In 1944, Polaroid created a special project dedicated to instant photography, code named SX-70 ("SX" meaning Special Experiment).49 Land devoted massive efforts toward the secret project, which took place concurrently with other routine Polaroid manufacturing activities. Reams of daily research reports, diagrams, and test photographs in the Polaroid corporate archives reveal in breathtaking detail the evolution of the process as brilliantly envisioned and developed by Edwin Land and his dedicated project team. It required successful outcomes in a number of arenas, all of which would need to coalesce into an interrelated, sequentially timed series of self-activated chemical actions. "The kind of training we had given ourselves in the field of polarized light had endowed us with a competence we had not sought and did not know we had," Land wrote. "It was as if all that we had done in learning to make polarizers . . . had been a school and a preparation both for that first day in which I suddenly knew how to make a one-step dry photographic process and for the following three years in which we made the very vivid dream into a solid reality."50
As the project began, employees submitted their findings, signed and witnessed, as a "Daily Report, SX-70," handwritten or typed onto a ditto master. Land's strong presence throughout the project comes through clearly in the reports, with frequent references such as "Mr. Land suggested" or "Mr. Land requested."51 William McCune remembered in the early experiments, "They were rather elegant concepts, intellectually, tested with rather simple techniques. . . . Land would talk to the laboratory people several times a day and look at what had happened and then suggest some new experiments to do and of course the technicians would also have their own ideas."52 In an early report dated December 18 and 19, 1943, Joseph Mahler, who had worked with Vectographs during the war effort, signed off on an experiment conducted by researcher Eudoxia Muller in which she transferred a negative onto a positive image.53 One of Clarence Kennedy's students who graduated from Smith College, Muller had also been involved in the production of Vectographs, a process that entailed the use of a roller to deposit an image on a film base—similar to the way instant photography would employ rollers in the development of the process.54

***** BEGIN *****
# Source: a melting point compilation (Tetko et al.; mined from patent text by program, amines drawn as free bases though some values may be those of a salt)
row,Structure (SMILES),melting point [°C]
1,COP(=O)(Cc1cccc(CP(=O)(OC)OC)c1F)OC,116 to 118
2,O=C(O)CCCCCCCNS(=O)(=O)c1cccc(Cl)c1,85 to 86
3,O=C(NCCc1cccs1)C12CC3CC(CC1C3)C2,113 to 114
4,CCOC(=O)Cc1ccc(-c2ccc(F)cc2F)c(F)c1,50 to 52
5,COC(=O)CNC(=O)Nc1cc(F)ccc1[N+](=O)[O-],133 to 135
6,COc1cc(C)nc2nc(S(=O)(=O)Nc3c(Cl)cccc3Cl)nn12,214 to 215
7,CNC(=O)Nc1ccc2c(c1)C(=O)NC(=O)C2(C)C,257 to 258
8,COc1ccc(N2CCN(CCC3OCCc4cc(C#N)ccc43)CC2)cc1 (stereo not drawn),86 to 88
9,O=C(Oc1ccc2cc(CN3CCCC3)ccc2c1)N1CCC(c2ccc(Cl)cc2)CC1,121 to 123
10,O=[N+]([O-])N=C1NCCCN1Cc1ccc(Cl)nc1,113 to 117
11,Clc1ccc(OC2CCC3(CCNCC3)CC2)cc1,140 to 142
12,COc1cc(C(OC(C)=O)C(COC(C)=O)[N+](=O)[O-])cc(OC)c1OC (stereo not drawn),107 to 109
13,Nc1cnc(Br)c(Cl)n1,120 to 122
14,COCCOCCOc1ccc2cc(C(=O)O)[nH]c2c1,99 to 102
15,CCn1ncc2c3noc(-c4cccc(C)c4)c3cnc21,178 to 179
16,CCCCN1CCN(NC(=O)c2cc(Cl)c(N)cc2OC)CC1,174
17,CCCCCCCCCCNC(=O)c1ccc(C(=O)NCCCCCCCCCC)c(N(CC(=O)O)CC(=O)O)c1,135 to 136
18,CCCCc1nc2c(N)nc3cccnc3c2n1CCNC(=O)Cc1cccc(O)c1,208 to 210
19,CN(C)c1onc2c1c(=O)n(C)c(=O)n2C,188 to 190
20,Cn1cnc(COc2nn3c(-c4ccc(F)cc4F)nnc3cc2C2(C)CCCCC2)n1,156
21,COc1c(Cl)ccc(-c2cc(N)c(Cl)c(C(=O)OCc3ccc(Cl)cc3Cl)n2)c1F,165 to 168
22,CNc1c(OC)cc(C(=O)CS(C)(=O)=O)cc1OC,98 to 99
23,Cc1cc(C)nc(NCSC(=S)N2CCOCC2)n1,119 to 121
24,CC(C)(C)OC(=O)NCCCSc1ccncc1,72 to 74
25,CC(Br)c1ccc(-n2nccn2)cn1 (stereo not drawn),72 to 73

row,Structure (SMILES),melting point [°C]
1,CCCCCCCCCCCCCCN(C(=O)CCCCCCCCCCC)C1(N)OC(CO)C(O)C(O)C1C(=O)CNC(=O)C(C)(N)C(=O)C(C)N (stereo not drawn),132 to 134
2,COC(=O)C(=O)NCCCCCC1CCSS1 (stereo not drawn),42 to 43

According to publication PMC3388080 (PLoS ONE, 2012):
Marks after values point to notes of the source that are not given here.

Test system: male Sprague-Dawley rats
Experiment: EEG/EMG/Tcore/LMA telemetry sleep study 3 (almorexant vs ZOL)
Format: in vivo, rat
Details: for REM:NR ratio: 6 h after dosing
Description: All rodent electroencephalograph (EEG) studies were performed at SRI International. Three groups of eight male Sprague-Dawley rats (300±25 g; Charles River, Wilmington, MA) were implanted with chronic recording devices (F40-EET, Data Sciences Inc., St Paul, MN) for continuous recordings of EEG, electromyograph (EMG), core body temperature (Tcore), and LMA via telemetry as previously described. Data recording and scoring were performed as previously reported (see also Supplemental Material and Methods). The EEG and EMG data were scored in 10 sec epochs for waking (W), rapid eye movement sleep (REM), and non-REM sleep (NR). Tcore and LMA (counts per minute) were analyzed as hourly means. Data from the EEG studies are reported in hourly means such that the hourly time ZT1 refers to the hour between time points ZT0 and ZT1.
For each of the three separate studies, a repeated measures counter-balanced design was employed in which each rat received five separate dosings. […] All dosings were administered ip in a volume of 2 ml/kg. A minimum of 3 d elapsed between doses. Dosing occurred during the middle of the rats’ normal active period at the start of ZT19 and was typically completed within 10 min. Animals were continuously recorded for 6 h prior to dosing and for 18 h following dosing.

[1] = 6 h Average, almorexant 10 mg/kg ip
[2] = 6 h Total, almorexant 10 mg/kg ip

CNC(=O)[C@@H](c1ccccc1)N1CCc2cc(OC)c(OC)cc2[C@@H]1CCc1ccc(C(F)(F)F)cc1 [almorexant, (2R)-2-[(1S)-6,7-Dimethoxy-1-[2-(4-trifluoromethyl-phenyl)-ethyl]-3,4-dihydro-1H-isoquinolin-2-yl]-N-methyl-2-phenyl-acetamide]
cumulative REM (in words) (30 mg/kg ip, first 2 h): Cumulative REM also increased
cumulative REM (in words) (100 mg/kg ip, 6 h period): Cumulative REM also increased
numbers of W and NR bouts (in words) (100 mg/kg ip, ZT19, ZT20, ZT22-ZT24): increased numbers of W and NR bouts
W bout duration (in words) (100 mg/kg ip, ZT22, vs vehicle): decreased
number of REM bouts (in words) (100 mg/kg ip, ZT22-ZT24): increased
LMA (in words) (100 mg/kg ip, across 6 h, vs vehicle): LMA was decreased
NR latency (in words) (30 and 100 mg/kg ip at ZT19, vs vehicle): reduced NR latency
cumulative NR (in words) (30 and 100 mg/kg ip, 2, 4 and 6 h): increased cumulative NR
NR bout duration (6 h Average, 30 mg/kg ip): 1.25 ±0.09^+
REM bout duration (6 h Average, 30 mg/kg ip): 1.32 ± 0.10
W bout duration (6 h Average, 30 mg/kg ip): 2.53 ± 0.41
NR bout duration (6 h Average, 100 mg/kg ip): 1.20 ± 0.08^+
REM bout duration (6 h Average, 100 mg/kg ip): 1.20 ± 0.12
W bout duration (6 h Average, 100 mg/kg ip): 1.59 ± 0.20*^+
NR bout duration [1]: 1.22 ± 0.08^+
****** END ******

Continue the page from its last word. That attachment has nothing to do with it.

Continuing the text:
Maxfield Parrish, Jr., the son of the artist Maxfield Parrish, developed the design of a prototype model camera that housed a negative and a positive sheet on two separate rollers. His drawings, often produced in whimsical renderings, illustrate the mechanisms of the system.55 The negative moved past the lens box during exposure and made contact with the positive. As the sheets pressed together through another set of rollers, a pod, attached to the positive sheet, distributed a thinly spread viscous reagent that developed the negative and positive. Frederick J. Binda worked on the creation of the chemical pod that developed the negative and positive. The pod contained a developer (hydroquinone), an alkali to activate the developer, and a standard fixing agent (hypo). Another set of rollers squeezed the negative-positive sandwich out of the camera, and a dry positive print was peeled away from the negative.
Traditional photographic processing washed away the unexposed, undeveloped silver halide in the negative. Part of the brilliance of Land's process lay in rethinking the use of the unexposed crystals. In his instant photography process, a hypo solution carried the silver from the dissolved grains and deposited it on the receiving sheet to form a positive print. Stabilizing compounds in the pod diffused into the image layer at the end of processing to neutralize the residual reagent, bring the processing action to a stop, form a protective surface layer, and create a stable, long-lasting print.